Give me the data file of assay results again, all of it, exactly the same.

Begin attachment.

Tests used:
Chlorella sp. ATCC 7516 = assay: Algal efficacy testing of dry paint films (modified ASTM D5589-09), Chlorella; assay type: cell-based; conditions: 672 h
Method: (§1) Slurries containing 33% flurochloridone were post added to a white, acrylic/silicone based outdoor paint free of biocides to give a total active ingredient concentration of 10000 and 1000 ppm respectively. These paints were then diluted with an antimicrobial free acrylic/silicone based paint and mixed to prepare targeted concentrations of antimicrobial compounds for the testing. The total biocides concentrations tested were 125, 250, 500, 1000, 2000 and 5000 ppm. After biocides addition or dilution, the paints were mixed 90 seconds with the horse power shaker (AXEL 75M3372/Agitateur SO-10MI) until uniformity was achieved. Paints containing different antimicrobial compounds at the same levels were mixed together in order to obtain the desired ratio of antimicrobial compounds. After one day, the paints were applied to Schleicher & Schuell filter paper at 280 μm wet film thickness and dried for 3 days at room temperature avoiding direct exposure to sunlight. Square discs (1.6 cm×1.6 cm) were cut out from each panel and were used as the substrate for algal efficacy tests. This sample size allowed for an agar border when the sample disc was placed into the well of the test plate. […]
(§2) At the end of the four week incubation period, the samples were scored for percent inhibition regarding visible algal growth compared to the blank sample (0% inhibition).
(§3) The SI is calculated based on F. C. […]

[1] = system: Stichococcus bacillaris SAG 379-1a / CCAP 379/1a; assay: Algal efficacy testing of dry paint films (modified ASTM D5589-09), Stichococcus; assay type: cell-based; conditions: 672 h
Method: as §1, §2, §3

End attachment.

Tests used:
Chlorella sp. ATCC 7516 = assay: Algal efficacy testing of dry paint films (modified ASTM D5589-09), Chlorella; assay type: cell-based; conditions: 672 h
Method: (§1) Slurries containing 33% flurochloridone were post added to a white, acrylic/silicone based outdoor paint free of biocides to give a total active ingredient concentration of 10000 and 1000 ppm respectively. These paints were then diluted with an antimicrobial free acrylic/silicone based paint and mixed to prepare targeted concentrations of antimicrobial compounds for the testing. The total biocides concentrations tested were 125, 250, 500, 1000, 2000 and 5000 ppm. After biocides addition or dilution, the paints were mixed 90 seconds with the horse power shaker (AXEL 75M3372/Agitateur SO-10MI) until uniformity was achieved. Paints containing different antimicrobial compounds at the same levels were mixed together in order to obtain the desired ratio of antimicrobial compounds. After one day, the paints were applied to Schleicher & Schuell filter paper at 280 μm wet film thickness and dried for 3 days at room temperature avoiding direct exposure to sunlight. Square discs (1.6 cm×1.6 cm) were cut out from each panel and were used as the substrate for algal efficacy tests. This sample size allowed for an agar border when the sample disc was placed into the well of the test plate. […]
(§2) At the end of the four week incubation period, the samples were scored for percent inhibition regarding visible algal growth compared to the blank sample (0% inhibition).
(§3) The SI is calculated based on F. C. […]

[1] = system: Stichococcus bacillaris SAG 379-1a / CCAP 379/1a; assay: Algal efficacy testing of dry paint films (modified ASTM D5589-09), Stichococcus; assay type: cell-based; conditions: 672 h
Method: as §1, §2, §3